At first, drawing made Aiysha beat herself up a bit when the outcome wasn’t coming out the way she imagined it in her head.
Now, she recognizes that calming feeling that drawing provides – that helps her slow her mind down. When she is having a bad day and settles down to draw, she forgets about the bad day. It soothes her mind. Sometimes she would rather draw than sleep when she’s tired or on edge.
Art itself is soothing.
And she says the patients experience the same result – they run to art when they’re in a state of stress. When a patient is experiencing a struggle, the nurses will try offering art to them and the patient accepts it.
In fact, Aiysha said she’s never seen a patient turn art down, because it really seems to take their mind off what’s going on. And it can be as simple as scribbling some crayons on a piece of paper with no goal or specific vision.
Aiysha told us about a story of one woman in particular who had quite the transformation because of art. She came through the unit convinced she was evil. She thought the devil was inside her, and as a result of that experience she was having of the world, she hated herself.
For the first few days she was at the unit with Aiysha, no one had any idea that she was a very talented artist. No one knew she could draw. But then as the days started passing, she began drawing detailed, exquisite bird drawings on the chalkboard. She drew the birds based off of a bird book she had.
It was GOOD artwork done in chalk – detailed and colorful. And as many of us can attest to, chalk is very hard to define and make colorful.
Aiysha said, “This woman thought she was so bad and so evil, but here she was creating beautiful artwork that made other people happy. People started walking through and complimenting her work. The more comments she got, the more her self esteem started to grow. Drawing helped her to see that she can do beautiful things and isn’t an evil person. Because of her artwork, and the way it impacted those around her, those compliments she received… She was different when she left. She had grown her self esteem and confidence.”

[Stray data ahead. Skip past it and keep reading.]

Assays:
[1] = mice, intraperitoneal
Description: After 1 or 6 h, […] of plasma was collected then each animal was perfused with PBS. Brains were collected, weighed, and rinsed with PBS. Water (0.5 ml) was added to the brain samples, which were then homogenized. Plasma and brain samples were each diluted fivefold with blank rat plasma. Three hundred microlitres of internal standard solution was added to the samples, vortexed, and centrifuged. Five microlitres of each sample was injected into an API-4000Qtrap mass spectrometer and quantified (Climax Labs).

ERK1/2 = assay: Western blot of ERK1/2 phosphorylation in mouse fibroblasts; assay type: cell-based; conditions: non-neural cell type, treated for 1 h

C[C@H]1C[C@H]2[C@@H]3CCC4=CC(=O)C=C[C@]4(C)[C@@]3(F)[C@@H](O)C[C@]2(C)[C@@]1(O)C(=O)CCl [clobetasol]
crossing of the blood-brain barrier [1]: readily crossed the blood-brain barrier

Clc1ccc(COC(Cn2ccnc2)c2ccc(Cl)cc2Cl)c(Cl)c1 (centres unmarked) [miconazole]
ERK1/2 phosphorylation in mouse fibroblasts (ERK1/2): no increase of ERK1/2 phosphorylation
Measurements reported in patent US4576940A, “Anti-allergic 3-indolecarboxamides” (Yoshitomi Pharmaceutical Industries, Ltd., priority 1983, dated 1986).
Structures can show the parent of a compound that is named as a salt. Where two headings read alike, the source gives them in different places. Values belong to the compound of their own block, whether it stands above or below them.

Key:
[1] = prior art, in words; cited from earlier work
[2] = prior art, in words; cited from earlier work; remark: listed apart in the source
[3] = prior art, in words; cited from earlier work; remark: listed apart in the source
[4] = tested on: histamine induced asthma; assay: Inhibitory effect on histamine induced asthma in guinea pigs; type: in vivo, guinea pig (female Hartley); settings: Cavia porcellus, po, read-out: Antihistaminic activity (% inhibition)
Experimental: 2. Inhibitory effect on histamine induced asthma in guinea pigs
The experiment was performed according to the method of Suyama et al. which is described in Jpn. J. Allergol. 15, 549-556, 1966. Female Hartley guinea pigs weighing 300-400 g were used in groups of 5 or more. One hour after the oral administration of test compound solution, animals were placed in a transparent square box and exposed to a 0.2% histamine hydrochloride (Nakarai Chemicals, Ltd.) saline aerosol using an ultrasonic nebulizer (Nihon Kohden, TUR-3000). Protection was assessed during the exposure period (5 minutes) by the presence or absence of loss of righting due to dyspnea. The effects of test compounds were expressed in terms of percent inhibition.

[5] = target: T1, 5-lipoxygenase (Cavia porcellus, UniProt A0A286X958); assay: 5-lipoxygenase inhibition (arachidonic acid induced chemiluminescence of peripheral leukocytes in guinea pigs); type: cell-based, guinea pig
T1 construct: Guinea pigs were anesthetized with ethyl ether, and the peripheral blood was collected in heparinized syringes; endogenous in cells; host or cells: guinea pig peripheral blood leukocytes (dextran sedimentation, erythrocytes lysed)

Some of the best art Aiysha has ever seen comes from her psychiatric patients. And she gushes on how AMAZING this art truly is. But she also stresses that there really is no such thing as “bad” art.
Instead, Aiysha has observed that whether the patient is a “good artist” or not, there’s an undeniably strong bond and connection that happens when a patient shares their artwork with the nurses.
And that connection after a patient shows their artwork is sometimes that ONE positive interaction or compliment that changes their mood for the whole day, no matter what struggle they currently have going on.
“It’s a truly positive thing that can shine through whatever struggle or abuse they are working through.”
As Aiysha says, “Art is something anyone can do – something everyone has in common.”
She says the hospital ends up spending a LOT of money on art supplies. We asked her how our Simple Daily Drawing community might be able to help.
She said, “Call your local hospital units. Ask them what art supplies they might need and donate when possible. It makes a huge difference.”
We want to give a special thank you to Aiysha for speaking with us about her experience. She’s been with Simple Daily Drawing for a couple years, and says it’s her “absolutely favorite group on Facebook. Hands down.”
Thank you Aiysha! 💜